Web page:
Factors to make this happen is the key Communication Block, which is deficient in most Indian organizations & another sharing of information which is the biggest stumbling block:)

    But yes, as interim assignments start being a reality, India shall move to the Blocks or similar kind of adjustments.

  2. June 4, 2009 9:02 am

    Excellent thoughts ….. I am sure they will soon be a reality.
    Man started off as a CRAFTSMAN (skilled in one or multiple areas)and worked from home then we wanted ECONOMIES OF SCALE and hence built factories to bring the craftsmen to what we call “WORK” and now gradually we will encourage knowledge workers to become craftsmen (skilled in one or multiple areas).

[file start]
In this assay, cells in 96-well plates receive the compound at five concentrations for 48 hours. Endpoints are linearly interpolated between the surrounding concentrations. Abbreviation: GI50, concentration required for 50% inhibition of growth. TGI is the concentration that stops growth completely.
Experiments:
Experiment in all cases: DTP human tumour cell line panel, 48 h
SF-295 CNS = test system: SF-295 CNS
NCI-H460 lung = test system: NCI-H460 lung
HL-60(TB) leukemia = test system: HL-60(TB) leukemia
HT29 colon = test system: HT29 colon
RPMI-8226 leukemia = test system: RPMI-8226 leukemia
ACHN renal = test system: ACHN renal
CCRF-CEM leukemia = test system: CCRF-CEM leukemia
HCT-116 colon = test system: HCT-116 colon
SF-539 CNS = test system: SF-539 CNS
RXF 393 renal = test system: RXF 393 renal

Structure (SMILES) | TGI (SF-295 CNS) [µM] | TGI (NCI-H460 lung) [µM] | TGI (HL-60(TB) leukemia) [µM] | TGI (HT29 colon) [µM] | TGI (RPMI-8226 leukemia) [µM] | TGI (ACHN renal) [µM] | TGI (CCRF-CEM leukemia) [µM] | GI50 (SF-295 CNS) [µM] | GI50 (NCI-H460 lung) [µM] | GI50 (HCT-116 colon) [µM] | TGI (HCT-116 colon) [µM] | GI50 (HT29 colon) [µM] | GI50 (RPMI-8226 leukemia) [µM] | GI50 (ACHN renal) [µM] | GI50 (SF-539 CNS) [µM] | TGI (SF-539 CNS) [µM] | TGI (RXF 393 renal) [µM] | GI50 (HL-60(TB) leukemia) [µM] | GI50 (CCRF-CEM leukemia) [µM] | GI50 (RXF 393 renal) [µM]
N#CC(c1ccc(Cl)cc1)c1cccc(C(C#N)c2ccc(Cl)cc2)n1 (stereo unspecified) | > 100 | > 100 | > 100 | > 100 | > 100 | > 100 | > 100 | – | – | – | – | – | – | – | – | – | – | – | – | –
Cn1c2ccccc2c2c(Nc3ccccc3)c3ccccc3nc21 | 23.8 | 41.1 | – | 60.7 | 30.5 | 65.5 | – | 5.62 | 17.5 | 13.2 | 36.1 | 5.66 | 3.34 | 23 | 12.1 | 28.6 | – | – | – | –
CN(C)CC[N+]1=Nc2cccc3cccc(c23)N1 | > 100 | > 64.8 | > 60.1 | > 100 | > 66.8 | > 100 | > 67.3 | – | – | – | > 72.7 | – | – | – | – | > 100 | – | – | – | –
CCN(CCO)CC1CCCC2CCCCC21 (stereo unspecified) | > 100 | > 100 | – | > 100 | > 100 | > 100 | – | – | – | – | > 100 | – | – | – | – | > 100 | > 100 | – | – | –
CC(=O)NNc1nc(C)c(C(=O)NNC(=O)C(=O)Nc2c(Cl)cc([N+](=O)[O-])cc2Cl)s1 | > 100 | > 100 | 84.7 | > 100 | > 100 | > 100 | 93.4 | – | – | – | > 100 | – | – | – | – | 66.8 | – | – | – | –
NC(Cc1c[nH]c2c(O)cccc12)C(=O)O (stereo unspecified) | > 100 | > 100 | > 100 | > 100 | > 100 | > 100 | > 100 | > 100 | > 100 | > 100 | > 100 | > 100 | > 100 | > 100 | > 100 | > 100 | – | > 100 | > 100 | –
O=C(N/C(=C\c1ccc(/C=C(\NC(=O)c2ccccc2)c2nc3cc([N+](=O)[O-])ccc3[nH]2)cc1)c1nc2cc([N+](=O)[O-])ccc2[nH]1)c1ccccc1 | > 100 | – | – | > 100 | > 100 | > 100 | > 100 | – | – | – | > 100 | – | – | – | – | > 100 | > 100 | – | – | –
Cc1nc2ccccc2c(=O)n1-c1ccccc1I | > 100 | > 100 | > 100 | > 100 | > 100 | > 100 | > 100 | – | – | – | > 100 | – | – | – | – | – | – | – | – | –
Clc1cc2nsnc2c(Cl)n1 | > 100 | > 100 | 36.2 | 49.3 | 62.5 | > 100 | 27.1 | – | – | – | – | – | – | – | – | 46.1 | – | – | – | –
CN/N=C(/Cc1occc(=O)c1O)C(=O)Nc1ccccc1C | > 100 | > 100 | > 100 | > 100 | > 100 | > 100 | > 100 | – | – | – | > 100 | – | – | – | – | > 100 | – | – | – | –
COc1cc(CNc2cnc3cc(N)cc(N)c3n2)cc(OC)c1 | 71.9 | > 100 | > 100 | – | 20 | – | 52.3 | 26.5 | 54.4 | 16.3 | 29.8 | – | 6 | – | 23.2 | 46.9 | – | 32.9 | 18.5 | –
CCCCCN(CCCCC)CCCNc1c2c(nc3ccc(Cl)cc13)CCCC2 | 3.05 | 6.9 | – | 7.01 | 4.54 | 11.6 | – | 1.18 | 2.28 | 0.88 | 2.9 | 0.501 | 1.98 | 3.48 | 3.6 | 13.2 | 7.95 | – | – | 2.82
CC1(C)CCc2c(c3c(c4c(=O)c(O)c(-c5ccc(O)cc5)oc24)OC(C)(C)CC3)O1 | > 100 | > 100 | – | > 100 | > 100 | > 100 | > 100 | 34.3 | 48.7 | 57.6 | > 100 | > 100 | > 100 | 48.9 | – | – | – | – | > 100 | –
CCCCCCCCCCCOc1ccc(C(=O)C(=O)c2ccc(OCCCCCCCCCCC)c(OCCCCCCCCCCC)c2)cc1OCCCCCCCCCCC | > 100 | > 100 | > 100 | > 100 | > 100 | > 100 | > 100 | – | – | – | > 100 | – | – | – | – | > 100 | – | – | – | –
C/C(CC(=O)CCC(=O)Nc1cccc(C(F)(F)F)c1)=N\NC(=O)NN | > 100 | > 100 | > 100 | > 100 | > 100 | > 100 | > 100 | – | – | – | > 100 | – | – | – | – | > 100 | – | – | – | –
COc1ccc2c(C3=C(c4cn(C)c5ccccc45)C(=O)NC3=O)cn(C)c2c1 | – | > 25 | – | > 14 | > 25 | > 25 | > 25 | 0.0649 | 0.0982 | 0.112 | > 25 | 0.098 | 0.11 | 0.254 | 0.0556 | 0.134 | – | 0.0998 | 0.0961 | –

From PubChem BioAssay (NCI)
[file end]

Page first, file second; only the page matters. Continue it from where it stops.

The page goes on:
As usual, its a full circle.

    The idea of rewards similar to Frequent Flyer program is a fantastic idea.

  3. K. A. S. Nagpal permalink
    June 3, 2009 2:11 pm

    More often than not, businesses prefer to choose complex solutions to complex problems. Or worse, complex solutions to simple problems.

    The Difference between FOCUSING on PROBLEMS and FOCUSING on SOLUTIONS.

    Case # 1 :When NASA began the launch of astronauts into space, they found out that the pens would not work at zero gravity (ink will not flow down to the writing surface).

    Solution # 1 :To solve this problem, it took them one decade and $12 million. They developed a pen that worked at zero gravity, upside down, underwater, in practically any surface including crystal and in a temperature range from below freezing to over 300 degrees C.

    Solution # 2 : And what did the Russians do…?? They used a pencil.